When it was announced that Seth MacFarlane was going to create a series for Fox that was a science fiction comedy inspired by Star Trek, many wondered if it would be more akin to his animated endeavors or actually be a somewhat return of Star Trek to broadcast television.
With the first season wrapped last year & a second season on the way, it’s clear that The Orville is definitely the second option.
While there is finally a new Star Trek series, Star Trek: Discovery, after over a decade of being off television, The Orville has multiple advantages over that series.
Being on Fox over the separate paywall streaming service CBS All Access means MacFarlane’s series is readily more available to fans that cannot or will not pay for another streaming service. Secondly, it’s feeling is more akin to the beloved Star Trek: The Next Generation opposed to the more serialized and somewhat darker (because of war) Discovery. This is not to say that Discovery is a bad series in any way, as I have yet to actually watch the series.
The biggest advantage that I would say that The Orville has is that it’s truly the Star Trek that we need in this time of great strife and negativity.
Without diving into deep spoilers, there were multiple episodes that perfectly showed why the show is not just the punchline-driven series many assumed it would be.
One of those was the third episode of the show, titled “About A Girl,” where a couple from an all-male species has a daughter and the society wants to put her through surgery to make her male because they feel being male is the only way to be. Various crewmembers give different perspectives on the matter and some change their mind through the episode but at no point is it made out that any side or view was any better than another.
For those that are Next Gen fans, this episode heavily reminded me of “Ethics,” which is the episode where Worf’s back is broken and he contemplates suicide. The episode heavily dealt with the differences between cultures and whether one is more right then another just because they approach things differently.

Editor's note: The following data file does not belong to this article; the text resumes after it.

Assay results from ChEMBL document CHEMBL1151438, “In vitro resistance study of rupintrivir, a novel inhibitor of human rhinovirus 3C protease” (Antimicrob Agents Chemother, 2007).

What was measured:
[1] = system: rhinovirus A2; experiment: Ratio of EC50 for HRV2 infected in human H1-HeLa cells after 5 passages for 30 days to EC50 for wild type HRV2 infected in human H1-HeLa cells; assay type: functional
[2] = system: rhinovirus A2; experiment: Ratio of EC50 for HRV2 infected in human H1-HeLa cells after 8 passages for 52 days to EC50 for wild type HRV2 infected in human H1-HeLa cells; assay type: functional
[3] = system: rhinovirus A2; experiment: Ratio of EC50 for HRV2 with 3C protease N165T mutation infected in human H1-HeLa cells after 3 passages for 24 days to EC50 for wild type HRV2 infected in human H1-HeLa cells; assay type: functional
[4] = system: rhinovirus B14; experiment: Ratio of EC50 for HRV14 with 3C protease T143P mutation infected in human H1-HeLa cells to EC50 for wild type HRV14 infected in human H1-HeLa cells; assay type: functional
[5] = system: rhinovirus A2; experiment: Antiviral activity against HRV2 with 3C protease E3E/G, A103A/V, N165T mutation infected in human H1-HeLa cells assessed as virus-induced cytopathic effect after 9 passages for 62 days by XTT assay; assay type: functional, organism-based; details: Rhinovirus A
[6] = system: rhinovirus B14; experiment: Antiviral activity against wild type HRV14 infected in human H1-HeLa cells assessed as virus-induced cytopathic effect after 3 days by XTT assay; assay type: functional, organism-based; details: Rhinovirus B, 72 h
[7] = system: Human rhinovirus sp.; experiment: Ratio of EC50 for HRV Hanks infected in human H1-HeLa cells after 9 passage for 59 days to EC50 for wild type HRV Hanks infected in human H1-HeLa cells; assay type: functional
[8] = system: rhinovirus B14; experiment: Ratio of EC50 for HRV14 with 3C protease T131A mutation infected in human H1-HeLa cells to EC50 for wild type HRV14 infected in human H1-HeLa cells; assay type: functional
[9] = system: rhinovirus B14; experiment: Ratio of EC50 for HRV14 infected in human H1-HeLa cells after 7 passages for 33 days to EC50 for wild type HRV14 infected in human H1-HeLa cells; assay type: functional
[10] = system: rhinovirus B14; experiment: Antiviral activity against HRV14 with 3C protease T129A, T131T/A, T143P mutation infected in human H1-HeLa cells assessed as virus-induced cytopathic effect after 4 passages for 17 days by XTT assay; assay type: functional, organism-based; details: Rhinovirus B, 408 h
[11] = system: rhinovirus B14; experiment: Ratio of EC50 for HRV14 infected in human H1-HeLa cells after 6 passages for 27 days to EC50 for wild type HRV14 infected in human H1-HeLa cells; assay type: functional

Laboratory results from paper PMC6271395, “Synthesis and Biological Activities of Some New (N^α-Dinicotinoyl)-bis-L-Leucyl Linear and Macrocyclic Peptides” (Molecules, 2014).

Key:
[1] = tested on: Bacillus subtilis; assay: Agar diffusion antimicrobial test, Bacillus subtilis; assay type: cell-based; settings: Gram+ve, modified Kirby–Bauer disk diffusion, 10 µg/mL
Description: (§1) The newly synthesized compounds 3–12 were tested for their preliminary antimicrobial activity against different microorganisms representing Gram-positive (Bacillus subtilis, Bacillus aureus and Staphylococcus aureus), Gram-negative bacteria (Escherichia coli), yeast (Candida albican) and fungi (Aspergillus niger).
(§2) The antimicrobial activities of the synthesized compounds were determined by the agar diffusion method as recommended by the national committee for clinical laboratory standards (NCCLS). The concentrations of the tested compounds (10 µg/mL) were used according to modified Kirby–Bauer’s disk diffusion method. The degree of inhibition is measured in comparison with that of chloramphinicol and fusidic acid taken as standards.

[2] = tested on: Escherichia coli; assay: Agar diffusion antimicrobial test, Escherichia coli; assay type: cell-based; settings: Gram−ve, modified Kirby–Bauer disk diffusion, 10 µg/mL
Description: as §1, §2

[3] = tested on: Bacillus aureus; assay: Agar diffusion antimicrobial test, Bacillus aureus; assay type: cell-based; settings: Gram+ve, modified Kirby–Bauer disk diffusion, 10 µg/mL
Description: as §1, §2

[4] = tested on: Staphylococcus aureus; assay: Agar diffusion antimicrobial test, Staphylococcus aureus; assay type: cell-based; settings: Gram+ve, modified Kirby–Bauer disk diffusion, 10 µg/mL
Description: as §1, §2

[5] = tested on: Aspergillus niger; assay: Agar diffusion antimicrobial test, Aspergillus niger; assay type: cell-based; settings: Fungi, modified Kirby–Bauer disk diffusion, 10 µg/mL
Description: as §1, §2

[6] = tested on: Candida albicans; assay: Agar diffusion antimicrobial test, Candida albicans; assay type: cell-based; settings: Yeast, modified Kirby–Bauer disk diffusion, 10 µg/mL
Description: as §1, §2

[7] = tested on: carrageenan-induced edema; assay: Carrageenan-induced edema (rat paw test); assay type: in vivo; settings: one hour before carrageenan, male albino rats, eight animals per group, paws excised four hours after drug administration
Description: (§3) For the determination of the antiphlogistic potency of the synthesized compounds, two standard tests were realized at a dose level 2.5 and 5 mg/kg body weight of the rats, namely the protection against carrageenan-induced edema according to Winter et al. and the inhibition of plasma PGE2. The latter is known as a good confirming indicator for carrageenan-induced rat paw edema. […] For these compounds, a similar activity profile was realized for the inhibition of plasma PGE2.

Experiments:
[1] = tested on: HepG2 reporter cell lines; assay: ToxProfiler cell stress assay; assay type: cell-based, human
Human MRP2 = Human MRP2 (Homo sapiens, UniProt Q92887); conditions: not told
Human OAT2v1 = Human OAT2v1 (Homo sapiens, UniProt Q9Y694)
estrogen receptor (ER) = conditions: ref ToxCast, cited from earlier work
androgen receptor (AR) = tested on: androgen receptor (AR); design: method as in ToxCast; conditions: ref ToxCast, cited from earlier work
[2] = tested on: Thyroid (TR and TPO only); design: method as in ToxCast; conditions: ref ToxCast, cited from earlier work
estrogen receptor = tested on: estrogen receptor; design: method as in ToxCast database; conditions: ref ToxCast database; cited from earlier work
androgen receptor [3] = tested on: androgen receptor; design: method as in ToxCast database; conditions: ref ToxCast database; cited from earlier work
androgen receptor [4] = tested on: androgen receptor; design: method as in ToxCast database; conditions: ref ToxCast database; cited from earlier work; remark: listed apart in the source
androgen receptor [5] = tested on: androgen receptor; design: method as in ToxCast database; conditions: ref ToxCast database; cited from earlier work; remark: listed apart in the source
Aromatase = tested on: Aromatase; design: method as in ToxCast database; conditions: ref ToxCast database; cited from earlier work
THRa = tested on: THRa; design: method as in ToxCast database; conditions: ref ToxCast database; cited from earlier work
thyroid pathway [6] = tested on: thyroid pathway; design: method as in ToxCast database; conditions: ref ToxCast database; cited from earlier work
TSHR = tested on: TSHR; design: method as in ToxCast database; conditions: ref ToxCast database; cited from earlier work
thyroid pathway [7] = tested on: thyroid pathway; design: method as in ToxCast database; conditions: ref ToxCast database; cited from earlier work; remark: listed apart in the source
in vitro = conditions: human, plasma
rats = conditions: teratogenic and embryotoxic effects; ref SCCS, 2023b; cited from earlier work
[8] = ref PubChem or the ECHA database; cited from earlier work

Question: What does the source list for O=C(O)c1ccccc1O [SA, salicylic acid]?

And yes, this show is still the comedy as was mentioned before. Episode one had a lot of more sort of lazy run of the mill style jokes but as the series progressed it really mellowed and the jokes many times were more toned down. Often in “About A Girl” the jokes were just easily inserted into regular conversation slipping out a bit here or there, not really distracting from the serious nature of what was going on. Basically how most people approach conversations in real life.
Essentially society got better & expanded to the stars, but still enjoys dick jokes from time to time.
Episode four, titled “If the Stars Should Appear,” was even more Next Generation like as the Orville crew comes across a civilization that is stuck in their ways and are under the hand of a firm dictator using fear and lack of education to keep power over his fellow citizens. The crew tries to do the right thing and bring education to the people and help them out, even putting themselves in danger. They stand by their beliefs and try to help others be better and live better lives.
What really sealed the deal for many, including MacFarlane and the other writers, was the episode “Into the Fold” where Doctor Claire Finn (Penny Johnson Jerald) along with her children and the artificial being Isaac (Mark Jackson) were stranded on a planet and had to fight off the diseased inhabitants to make their way back to the Orville. It was dramatic and very heavily sci-fi in scale, along with working in some deep character development for all those involved.
Which brings us all the way back to the idea that this is the Star Trek series we need right now.